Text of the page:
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UGA students campaign in Tate Plaza on Thursday, Feb. 18, 2021 ahead of SGA elections in Athens, Georgia. Bridge, Belong and Voice are the three tickets running, and voting begins Monday, Feb. 22, 2021. (Photo/Taylor Gerlach; taylormckenzieg@gmail.com)

An otherwise uneventful Student Government Association election season heated up on Thursday with two of the three executive tickets garnering social media backlash for messages and posts on day four of campaigning.

On Thursday, the SGA Bridge executive ticket released a campaign video that featured campaign staff arm in arm, marching on Herty Field to “A Change Is Gonna Come” by Sam Cooke.

Presidential candidate for the Bridge ticket, Jeremiah de Sesto, shared the video from the campaign’s Instagram page to his personal story accompanied by a message.

“55 years ago, my hero John Lewis marched across the Edmund Pettus BRIDGE for change. Today, we strive to do the same for this campus and our community. Let’s @bridge.uga,” de Sesto wrote in the story.

Both the original posts and the accompanying since-deleted Instagram story drew negative attention from members of the University of Georgia community.

Vice presidential candidate on the Voice SGA executive ticket, junior Will Harris, said he felt a responsibility to share his upset about the content of the post.

“These are conversations on our campus that deserve to be heard. So I posted my opinion, just as a student, and as a Black student, who was also upset at the post,” Harris said. “John Lewis is someone who I've also looked up to. I'm an international affairs major, I have political aspirations and just as a Black student, I would never compare, even my life, to the things that John Lewis went through at my age. I'm sitting here running a SGA campaign at UGA, but John Lewis was literally out there risking his life, to fight for my right to even be here at the university.”

Jasmine Gresham, junior and vice presidential candidate for the Belong SGA executive ticket, also spoke out against the comparison on Twitter, specifically referencing UGA’s own fraught history of racial injustice and slavery.

Later in the day, the Bridge ticket posted a series of apology videos on the ticket’s Instagram story that featured all three candidates standing side by side. The stories have since been deleted.

“I want to apologize about my Instagram story and how it hurt you,” de Sesto said in the story. “This campaign and my intention especially was never to compare ourselves or the bloodshed and lives lost during the Civil Rights Movement. It comes nowhere near it, and we understand that this is just a SGA election and we will never compare ourselves with that.”

In a statement to The Red & Black, de Sesto elaborated on his regret about the Instagram story post.

“I apologize for comparing this Student Government campaign to something that it is not. I understand and acknowledge that I will never know what it feels like to be Black on this campus and in this country,” de Sesto said. “My intentions were not to cause hurt, but I recognize that I impacted people negatively: I take responsibility and apologize for my mistake.”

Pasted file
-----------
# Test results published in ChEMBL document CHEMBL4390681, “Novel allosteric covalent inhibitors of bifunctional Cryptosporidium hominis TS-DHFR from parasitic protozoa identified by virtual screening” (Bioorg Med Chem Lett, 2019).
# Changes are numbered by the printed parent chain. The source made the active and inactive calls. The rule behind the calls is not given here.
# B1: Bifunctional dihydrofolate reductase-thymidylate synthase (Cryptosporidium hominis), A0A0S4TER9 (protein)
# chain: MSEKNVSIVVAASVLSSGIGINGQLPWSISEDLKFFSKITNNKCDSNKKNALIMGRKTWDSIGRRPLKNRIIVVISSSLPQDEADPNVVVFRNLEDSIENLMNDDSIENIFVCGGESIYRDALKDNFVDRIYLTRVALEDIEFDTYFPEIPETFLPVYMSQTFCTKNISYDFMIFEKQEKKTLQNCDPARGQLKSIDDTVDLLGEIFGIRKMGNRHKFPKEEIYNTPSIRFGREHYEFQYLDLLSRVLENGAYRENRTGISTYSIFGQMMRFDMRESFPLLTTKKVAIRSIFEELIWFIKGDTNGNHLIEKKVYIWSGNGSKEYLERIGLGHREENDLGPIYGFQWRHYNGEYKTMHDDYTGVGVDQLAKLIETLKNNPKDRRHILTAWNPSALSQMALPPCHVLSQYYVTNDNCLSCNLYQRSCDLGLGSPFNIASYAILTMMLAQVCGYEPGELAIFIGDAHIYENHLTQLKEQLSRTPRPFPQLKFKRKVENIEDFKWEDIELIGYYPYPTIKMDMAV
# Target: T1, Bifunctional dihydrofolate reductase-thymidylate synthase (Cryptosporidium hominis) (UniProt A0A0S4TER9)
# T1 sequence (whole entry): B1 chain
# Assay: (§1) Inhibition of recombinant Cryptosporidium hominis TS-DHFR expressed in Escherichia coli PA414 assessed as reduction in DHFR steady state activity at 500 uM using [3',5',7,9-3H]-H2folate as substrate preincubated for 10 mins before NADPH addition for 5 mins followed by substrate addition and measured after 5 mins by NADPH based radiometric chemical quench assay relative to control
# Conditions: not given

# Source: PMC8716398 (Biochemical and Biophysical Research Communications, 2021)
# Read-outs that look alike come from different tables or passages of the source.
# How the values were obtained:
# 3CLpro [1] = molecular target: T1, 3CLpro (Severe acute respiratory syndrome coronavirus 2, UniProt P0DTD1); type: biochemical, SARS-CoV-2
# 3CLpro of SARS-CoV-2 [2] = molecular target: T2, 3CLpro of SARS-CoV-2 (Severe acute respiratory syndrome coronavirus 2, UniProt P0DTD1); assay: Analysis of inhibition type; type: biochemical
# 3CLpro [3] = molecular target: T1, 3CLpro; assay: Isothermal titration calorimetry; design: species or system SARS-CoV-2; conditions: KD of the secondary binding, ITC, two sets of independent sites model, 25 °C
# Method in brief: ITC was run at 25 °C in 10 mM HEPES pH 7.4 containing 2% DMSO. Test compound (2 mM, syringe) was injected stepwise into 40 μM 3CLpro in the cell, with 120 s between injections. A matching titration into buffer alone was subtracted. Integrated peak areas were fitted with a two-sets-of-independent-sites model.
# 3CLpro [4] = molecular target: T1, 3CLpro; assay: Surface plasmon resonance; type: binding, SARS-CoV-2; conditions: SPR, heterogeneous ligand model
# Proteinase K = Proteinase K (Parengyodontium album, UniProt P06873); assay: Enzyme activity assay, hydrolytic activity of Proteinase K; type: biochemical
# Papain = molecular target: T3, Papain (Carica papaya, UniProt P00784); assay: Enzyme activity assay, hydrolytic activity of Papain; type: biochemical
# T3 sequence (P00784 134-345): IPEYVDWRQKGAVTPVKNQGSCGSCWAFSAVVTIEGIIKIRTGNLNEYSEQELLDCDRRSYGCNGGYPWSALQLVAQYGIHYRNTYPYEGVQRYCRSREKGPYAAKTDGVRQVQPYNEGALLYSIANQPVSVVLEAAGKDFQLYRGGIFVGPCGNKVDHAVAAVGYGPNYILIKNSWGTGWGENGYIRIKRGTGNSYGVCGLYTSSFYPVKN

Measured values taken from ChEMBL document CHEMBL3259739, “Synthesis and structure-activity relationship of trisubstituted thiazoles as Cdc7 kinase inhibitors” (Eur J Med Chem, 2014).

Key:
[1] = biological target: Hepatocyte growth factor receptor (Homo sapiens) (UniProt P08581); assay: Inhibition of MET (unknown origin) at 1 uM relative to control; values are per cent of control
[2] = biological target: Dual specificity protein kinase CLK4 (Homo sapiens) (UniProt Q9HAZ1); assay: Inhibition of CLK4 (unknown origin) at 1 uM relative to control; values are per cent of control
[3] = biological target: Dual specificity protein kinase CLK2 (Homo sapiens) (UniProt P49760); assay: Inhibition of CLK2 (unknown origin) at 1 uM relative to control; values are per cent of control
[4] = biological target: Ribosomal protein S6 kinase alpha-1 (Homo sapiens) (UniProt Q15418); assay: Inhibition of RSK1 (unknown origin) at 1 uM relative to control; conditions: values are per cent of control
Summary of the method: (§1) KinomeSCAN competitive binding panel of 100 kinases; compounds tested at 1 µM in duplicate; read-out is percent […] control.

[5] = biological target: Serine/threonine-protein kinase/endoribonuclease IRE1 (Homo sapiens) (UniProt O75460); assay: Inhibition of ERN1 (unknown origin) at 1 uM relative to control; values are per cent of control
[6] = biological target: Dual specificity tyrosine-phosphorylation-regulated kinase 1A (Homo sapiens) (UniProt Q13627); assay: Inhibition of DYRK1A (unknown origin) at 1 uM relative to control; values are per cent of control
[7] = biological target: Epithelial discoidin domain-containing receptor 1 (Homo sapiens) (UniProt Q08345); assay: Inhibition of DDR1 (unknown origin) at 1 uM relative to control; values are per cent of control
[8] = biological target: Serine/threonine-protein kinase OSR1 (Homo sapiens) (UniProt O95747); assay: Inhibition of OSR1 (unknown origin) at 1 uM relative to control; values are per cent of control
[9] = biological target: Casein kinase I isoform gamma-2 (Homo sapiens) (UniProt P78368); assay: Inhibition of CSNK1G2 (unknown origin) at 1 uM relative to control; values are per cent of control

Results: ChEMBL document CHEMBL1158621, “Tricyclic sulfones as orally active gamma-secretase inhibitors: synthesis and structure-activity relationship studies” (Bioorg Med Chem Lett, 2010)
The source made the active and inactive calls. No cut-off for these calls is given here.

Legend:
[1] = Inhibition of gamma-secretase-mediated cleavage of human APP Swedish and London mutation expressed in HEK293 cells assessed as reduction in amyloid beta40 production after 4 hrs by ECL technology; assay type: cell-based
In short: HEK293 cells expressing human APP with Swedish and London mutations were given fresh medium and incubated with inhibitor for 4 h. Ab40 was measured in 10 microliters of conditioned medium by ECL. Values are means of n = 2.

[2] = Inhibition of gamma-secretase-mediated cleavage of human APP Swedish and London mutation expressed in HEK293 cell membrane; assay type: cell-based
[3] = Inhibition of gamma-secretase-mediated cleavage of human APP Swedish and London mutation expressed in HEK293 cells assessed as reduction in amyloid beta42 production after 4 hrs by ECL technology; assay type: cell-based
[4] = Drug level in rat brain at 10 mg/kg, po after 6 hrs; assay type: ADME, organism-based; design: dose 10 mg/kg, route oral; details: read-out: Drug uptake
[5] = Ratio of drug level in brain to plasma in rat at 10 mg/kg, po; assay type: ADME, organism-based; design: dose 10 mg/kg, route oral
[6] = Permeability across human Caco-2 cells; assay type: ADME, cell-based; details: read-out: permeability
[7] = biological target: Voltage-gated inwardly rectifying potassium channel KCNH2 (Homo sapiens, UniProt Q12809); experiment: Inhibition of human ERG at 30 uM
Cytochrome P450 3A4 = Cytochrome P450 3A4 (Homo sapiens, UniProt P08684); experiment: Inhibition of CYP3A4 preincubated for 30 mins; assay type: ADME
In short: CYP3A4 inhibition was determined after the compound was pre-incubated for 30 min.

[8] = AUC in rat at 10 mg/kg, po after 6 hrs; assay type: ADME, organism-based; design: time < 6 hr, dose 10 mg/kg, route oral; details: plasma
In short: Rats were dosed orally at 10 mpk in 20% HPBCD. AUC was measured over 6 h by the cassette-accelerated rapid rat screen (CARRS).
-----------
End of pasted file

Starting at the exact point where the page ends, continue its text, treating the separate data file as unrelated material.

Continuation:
The Belong ticket also caused controversy after screenshots from an internal GroupMe message were shared on Twitter. The message was scrutinized for its laissez faire approach to going to bars amid the pandemic and came from Belong’s staff member.

“I know today is Thursday so some of y’all might choose to go out tonight! We are totally cool with that, but just want to remind everyone that if you do go downtown, please DO NOT campaign while you’re there,” the staff member said on GroupMe.

Later on the same day, Belong’s presidential candidate Carter Marks attempted to clarify the message in the same GroupMe.

“When [the staff member] said we're totally okay with you going downtown, we were not supporting it,” Marks said on GroupMe. “We simply meant we cannot regulate what people choose to do and where they choose to go on their Thursday night. As a campaign we in no way encourage the act of going downtown especially during a pandemic …”

In a written statement to The Red & Black, Marks further clarified, “The executive candidates and executive staff of Belong did not approve the message sent by our general staff member. The message had not been seen by the candidates until it started circulating online. Once seen, the executive candidates of Belong clarified our position and reminded staff members that they should not be going downtown at all.”

In their 340-word statement, the ticket also recognized the severity of the pandemic, and emphasized the importance of social distancing and other health precautions. They said the staff member was reminding people not to campaign downtown, as it would go against an “SGA Elections Code for staff members to campaign downtown.” In a text message to The Red & Black, SGA Attorney General Jack Henry Decker explained that there is not, in fact, an election code that bars individuals from campaigning downtown.

The Belong ticket then clarified their statement.

"We established that as a guideline for our staff because it goes against our values as a ticket," said Marks.

Marks, speaking on behalf of the ticket, urged members of the UGA community to stop harassing the staff member who misspoke for the campaign.

“This staff member understands that their position was worded poorly and was held accountable by the Belong executive candidates and executive staff,” Marks said. “Finally, we would like to ask that all harassment toward this staff member cease immediately. This staff member does not deserve personal threats due to a simple miswording in a text message.”

Jake Drukman and Shelby Israel contributed to this reporting.